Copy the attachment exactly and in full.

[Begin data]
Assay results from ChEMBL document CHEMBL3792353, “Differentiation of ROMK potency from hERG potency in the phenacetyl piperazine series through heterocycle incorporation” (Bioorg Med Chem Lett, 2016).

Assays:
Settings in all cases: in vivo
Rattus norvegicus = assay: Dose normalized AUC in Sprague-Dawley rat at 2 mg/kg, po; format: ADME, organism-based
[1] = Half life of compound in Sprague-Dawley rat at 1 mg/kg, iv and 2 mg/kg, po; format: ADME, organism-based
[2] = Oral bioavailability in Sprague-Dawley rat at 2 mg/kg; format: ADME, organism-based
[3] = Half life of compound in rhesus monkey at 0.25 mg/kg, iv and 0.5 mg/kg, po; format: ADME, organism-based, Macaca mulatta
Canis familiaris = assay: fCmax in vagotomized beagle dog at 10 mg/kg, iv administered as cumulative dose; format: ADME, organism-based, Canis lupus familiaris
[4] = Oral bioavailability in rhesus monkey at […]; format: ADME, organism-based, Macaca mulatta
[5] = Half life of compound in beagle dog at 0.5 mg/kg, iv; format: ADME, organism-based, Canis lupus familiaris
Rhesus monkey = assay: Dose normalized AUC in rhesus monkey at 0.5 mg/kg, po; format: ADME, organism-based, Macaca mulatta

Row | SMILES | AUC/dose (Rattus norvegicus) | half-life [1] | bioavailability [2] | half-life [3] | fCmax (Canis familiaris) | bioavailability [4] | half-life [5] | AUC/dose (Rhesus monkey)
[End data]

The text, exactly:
Assay results from ChEMBL document CHEMBL3792353, “Differentiation of ROMK potency from hERG potency in the phenacetyl piperazine series through heterocycle incorporation” (Bioorg Med Chem Lett, 2016).

Assays:
Settings in all cases: in vivo
Rattus norvegicus = assay: Dose normalized AUC in Sprague-Dawley rat at 2 mg/kg, po; format: ADME, organism-based
[1] = Half life of compound in Sprague-Dawley rat at 1 mg/kg, iv and 2 mg/kg, po; format: ADME, organism-based
[2] = Oral bioavailability in Sprague-Dawley rat at 2 mg/kg; format: ADME, organism-based
[3] = Half life of compound in rhesus monkey at 0.25 mg/kg, iv and 0.5 mg/kg, po; format: ADME, organism-based, Macaca mulatta
Canis familiaris = assay: fCmax in vagotomized beagle dog at 10 mg/kg, iv administered as cumulative dose; format: ADME, organism-based, Canis lupus familiaris
[4] = Oral bioavailability in rhesus monkey at […]; format: ADME, organism-based, Macaca mulatta
[5] = Half life of compound in beagle dog at 0.5 mg/kg, iv; format: ADME, organism-based, Canis lupus familiaris
Rhesus monkey = assay: Dose normalized AUC in rhesus monkey at 0.5 mg/kg, po; format: ADME, organism-based, Macaca mulatta

Row | SMILES | AUC/dose (Rattus norvegicus) | half-life [1] | bioavailability [2] | half-life [3] | fCmax (Canis familiaris) | bioavailability [4] | half-life [5] | AUC/dose (Rhesus monkey)